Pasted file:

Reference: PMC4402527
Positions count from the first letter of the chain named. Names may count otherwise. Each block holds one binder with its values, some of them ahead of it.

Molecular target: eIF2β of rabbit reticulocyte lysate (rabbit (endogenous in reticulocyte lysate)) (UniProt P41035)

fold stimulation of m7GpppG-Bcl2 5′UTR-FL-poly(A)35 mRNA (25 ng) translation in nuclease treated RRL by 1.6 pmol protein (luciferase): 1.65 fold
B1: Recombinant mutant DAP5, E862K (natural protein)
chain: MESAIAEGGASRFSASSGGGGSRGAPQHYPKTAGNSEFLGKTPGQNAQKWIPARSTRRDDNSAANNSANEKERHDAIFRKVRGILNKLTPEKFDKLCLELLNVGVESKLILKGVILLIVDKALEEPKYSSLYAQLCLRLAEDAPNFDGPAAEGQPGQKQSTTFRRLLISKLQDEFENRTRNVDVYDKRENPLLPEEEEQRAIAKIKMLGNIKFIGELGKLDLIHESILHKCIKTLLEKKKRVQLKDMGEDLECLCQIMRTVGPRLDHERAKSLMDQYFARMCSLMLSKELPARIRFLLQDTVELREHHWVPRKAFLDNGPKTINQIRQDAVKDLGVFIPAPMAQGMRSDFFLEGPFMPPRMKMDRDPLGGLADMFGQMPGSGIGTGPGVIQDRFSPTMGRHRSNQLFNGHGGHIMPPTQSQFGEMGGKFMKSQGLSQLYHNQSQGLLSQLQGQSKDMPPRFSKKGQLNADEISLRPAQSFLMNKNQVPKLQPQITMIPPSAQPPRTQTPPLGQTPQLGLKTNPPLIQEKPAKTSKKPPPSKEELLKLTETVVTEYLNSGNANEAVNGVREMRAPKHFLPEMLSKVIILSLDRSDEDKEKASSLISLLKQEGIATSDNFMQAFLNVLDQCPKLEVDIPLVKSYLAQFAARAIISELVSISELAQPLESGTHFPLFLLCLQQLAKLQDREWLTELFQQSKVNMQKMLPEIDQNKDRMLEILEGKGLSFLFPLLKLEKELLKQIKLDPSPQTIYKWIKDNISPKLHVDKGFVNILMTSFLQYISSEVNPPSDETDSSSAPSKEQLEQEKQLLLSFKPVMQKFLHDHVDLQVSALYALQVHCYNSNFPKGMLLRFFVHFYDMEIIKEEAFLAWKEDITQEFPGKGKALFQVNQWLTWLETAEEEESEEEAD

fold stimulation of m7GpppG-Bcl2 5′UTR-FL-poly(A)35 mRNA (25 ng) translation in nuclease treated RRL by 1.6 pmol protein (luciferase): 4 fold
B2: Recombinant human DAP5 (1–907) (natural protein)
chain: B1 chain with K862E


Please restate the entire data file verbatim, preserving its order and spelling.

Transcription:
Reference: PMC4402527
Positions count from the first letter of the chain named. Names may count otherwise. Each block holds one binder with its values, some of them ahead of it.

Molecular target: eIF2β of rabbit reticulocyte lysate (rabbit (endogenous in reticulocyte lysate)) (UniProt P41035)

fold stimulation of m7GpppG-Bcl2 5′UTR-FL-poly(A)35 mRNA (25 ng) translation in nuclease treated RRL by 1.6 pmol protein (luciferase): 1.65 fold
B1: Recombinant mutant DAP5, E862K (natural protein)
chain: MESAIAEGGASRFSASSGGGGSRGAPQHYPKTAGNSEFLGKTPGQNAQKWIPARSTRRDDNSAANNSANEKERHDAIFRKVRGILNKLTPEKFDKLCLELLNVGVESKLILKGVILLIVDKALEEPKYSSLYAQLCLRLAEDAPNFDGPAAEGQPGQKQSTTFRRLLISKLQDEFENRTRNVDVYDKRENPLLPEEEEQRAIAKIKMLGNIKFIGELGKLDLIHESILHKCIKTLLEKKKRVQLKDMGEDLECLCQIMRTVGPRLDHERAKSLMDQYFARMCSLMLSKELPARIRFLLQDTVELREHHWVPRKAFLDNGPKTINQIRQDAVKDLGVFIPAPMAQGMRSDFFLEGPFMPPRMKMDRDPLGGLADMFGQMPGSGIGTGPGVIQDRFSPTMGRHRSNQLFNGHGGHIMPPTQSQFGEMGGKFMKSQGLSQLYHNQSQGLLSQLQGQSKDMPPRFSKKGQLNADEISLRPAQSFLMNKNQVPKLQPQITMIPPSAQPPRTQTPPLGQTPQLGLKTNPPLIQEKPAKTSKKPPPSKEELLKLTETVVTEYLNSGNANEAVNGVREMRAPKHFLPEMLSKVIILSLDRSDEDKEKASSLISLLKQEGIATSDNFMQAFLNVLDQCPKLEVDIPLVKSYLAQFAARAIISELVSISELAQPLESGTHFPLFLLCLQQLAKLQDREWLTELFQQSKVNMQKMLPEIDQNKDRMLEILEGKGLSFLFPLLKLEKELLKQIKLDPSPQTIYKWIKDNISPKLHVDKGFVNILMTSFLQYISSEVNPPSDETDSSSAPSKEQLEQEKQLLLSFKPVMQKFLHDHVDLQVSALYALQVHCYNSNFPKGMLLRFFVHFYDMEIIKEEAFLAWKEDITQEFPGKGKALFQVNQWLTWLETAEEEESEEEAD

fold stimulation of m7GpppG-Bcl2 5′UTR-FL-poly(A)35 mRNA (25 ng) translation in nuclease treated RRL by 1.6 pmol protein (luciferase): 4 fold
B2: Recombinant human DAP5 (1–907) (natural protein)
chain: B1 chain with K862E